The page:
Unfortunately, this run... all of it... was dominated by topics that I can't type in mixed company. How we got from a simple conversation about handling a natural urge that hits every runner sooner or later, to discussing what has to be one of the most disgusting videos of all time (which thankfully I haven't seen), I don't understand. And I was there. Trust me, you don't want to know. It was one of my fastest runs of the year, mostly because I wanted it to end as quickly as possible.
Instead, we're going to talk about squirrels. Specifically, my squirrels.
I don't own the squirrels. They aren't pets. They do live on my property. And we are at war.
I should mention that I live in an established (old) neighborhood with lots of trees. I love the trees. They keep my house remarkably cool in the summer. I tolerate the leaves in the fall. In the winter, I cross my cold fingers that a limb won't succumb to the weight of the snow and ice and amputate my family room.
Trees, and wooded areas in general, mean animals. Mammals. Rodent mammals. It's the price we pay.
It started the first week I moved into my house. The former owners had a squirrel feeder nailed to a tree. One of these classy numbers.
Look! He's sittin' in the little chair! Isn't that precious?!? Uhg.
I thought for a few minutes about lowering it, turning it into a dog feeder. The budding Buddhist in me won out and I chucked it.
A few days later, walnuts began falling. Falling really close to where I was in the yard. Nowhere else. Just around me. I took these as warning shots.
The next Christmas I retrieved my (fake) Christmas tree from the shed. Unpacking it for assembly I noticed a wad of shredded newspaper and leaves and twigs. One of the little buggers had made the tree its winter villa.
Ever tried to wash a fake Christmas tree?
Last fall I heard the unmistakable sound of walnuts rolling. The sound was coming from the roof. I wish. It was the ceiling. Somehow the furry terrorist had made his way into the house.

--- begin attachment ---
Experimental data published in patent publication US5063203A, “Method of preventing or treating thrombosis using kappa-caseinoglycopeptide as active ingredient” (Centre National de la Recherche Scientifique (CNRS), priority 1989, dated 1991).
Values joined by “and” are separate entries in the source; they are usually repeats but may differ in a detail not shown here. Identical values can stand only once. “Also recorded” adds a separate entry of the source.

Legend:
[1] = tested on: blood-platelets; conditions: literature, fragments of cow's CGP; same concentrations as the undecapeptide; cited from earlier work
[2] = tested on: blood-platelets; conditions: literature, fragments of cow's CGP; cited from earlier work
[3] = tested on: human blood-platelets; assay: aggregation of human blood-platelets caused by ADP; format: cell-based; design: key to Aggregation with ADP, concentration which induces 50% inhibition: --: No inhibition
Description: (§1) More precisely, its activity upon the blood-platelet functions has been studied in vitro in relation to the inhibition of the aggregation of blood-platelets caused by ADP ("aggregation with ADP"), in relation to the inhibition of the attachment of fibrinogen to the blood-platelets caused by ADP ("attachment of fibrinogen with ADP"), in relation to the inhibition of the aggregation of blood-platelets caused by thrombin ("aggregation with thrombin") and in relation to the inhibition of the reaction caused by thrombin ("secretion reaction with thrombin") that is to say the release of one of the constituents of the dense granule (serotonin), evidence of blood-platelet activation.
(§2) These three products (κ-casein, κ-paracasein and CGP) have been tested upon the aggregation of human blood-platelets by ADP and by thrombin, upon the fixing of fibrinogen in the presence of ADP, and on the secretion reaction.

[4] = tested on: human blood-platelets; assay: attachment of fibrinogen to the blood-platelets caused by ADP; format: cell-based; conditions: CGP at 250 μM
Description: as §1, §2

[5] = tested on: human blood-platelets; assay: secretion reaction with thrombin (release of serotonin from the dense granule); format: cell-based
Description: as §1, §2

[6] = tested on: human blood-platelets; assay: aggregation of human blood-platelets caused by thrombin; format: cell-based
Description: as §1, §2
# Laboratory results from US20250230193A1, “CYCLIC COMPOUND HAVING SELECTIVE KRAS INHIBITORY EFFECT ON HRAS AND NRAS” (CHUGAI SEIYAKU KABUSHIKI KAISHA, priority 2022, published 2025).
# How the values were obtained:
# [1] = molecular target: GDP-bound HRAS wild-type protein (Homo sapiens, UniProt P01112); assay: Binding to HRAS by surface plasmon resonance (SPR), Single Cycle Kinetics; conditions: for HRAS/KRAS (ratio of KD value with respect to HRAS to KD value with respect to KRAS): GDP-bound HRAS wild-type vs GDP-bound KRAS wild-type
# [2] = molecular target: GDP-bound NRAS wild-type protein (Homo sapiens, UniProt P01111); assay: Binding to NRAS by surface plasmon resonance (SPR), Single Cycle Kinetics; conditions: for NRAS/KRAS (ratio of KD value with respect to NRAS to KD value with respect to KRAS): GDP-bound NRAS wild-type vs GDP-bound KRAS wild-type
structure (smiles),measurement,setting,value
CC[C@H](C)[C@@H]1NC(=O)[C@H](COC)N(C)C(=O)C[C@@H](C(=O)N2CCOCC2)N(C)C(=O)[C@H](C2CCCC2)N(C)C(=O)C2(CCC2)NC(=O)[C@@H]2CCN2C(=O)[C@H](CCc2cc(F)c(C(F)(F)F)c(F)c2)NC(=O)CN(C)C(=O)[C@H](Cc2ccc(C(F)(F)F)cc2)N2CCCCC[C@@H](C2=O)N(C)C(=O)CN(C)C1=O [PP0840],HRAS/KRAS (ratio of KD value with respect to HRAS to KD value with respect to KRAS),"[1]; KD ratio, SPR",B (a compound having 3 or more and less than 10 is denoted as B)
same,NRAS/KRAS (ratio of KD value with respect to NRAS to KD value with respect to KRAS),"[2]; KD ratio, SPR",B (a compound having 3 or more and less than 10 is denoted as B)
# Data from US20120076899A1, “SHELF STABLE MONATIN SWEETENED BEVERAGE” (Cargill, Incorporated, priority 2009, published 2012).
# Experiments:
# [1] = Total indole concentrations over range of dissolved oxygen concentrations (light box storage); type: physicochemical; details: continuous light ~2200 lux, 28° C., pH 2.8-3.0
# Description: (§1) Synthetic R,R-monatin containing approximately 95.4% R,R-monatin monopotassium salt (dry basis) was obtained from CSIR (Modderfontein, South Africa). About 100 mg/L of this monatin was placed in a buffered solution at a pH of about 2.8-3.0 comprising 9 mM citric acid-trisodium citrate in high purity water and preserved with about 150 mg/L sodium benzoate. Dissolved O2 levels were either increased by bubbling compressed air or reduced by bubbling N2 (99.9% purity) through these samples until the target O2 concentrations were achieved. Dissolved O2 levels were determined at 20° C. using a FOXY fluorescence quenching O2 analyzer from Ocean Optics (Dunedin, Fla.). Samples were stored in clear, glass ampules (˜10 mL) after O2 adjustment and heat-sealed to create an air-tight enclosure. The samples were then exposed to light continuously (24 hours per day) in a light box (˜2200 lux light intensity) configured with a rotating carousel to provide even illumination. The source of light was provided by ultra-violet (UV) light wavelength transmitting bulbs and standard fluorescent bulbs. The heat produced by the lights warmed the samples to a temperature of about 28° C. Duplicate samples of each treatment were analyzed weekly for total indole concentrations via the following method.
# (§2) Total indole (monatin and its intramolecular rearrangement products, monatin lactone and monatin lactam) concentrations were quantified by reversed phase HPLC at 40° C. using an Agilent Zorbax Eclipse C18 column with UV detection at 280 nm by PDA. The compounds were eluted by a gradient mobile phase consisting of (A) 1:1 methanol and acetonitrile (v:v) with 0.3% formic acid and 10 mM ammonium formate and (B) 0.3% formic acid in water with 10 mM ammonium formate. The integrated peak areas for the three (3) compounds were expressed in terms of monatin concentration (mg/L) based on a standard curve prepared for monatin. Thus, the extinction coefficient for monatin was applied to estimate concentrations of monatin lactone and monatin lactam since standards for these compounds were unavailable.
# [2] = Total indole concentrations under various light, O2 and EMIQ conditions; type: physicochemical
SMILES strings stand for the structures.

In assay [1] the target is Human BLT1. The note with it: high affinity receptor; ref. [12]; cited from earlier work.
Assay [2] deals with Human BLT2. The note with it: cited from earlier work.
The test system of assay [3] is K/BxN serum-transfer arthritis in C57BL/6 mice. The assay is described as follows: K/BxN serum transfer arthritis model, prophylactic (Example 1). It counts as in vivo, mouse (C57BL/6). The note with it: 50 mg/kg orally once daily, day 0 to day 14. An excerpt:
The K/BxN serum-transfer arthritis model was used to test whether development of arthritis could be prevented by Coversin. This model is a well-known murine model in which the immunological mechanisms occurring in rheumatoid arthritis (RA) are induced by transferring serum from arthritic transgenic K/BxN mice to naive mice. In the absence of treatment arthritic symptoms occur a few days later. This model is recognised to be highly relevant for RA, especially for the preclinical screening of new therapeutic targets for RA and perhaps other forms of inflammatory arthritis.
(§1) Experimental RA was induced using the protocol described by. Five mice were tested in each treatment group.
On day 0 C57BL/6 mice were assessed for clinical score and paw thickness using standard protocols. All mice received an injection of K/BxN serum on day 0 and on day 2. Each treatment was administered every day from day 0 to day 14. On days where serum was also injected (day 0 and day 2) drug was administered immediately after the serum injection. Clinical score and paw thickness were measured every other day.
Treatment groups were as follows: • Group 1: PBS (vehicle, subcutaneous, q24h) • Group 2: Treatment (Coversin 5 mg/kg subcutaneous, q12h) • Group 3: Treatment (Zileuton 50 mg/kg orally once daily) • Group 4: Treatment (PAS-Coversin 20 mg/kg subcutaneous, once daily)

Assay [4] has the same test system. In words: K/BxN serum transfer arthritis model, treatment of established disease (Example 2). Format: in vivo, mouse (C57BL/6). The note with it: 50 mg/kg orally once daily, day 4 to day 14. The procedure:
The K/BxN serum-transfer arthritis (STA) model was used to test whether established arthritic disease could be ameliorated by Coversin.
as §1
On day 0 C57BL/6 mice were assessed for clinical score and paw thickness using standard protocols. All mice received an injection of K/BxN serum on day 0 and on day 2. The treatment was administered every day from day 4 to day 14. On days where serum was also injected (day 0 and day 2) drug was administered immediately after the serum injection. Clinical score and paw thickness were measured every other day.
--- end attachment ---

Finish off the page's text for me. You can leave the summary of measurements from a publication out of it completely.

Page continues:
After a few days of scouting, I found the hole he'd made for himself hidden cleverly between the gutters and the shingles. Out of sight unless you were on a ladder, looking for such a hole.
Here's what we call a "learning opportunity." If you find yourself harboring a squirrel against your will, and should you find a hole through which the furry little squatter makes his entry, you might want to make sure the squirrel is outside - this is important - outside the house when you repair the hole.
In most cases, the varmint will die. My critter must have stashed enough walnuts to get him through the winter. He seemed to be having a wonderful winter vacation in my attic.
He even tried to make friends. One afternoon the boys were upstairs playing in their room. To their surprise, and that word is a woeful understatement, they found a walnut on the oldest boy's pillow. A gift. Or maybe a threat.
Traumatic as this was for the boys, this was a valuable piece of intelligence. The squirrel liked the boy's room.
Traps were set. Humane traps. I'm not cruel. I had a small trap left over from the chipmunk war of '08. I added to the arsenal a larger trap, just in case this was a big squirrel.
Weeks of bait testing and cage placement almost paid off. Yesterday the small trap was sprung, but I'd neglected to put the locks in place. The slippery game had escaped half a second after he was trapped.
This morning, it was my turn.
He got greedy. He got caught.
Still in bed, I heard the trap spring shut. Then the clawing and chewing at the cage. Sounds of victory.
I call him "Scratchy"
Retrieving the cage, the invader went spastic. The clawing and chewing and pacing were frantic.
When I placed the cage in the trunk, he went silent. Can't blame him I guess. If you trap me and put me in a trunk, I'd shut-up, too.
I released the prisoner to the woods by my office - a good 9 miles, a several heavily trafficked roads, from my attic.
After watching him scurry off to the woods, I realized that these are the same woods that I run in.
I hope he doesn't hold a grudge. And own power tools. Otherwise, one day out on a trail run I might find myself in a big trap, baited with a plate of french fries.
Numbers: 4.3 miles, good pace. Bad topics of conversation. Reminded me why I run alone most days.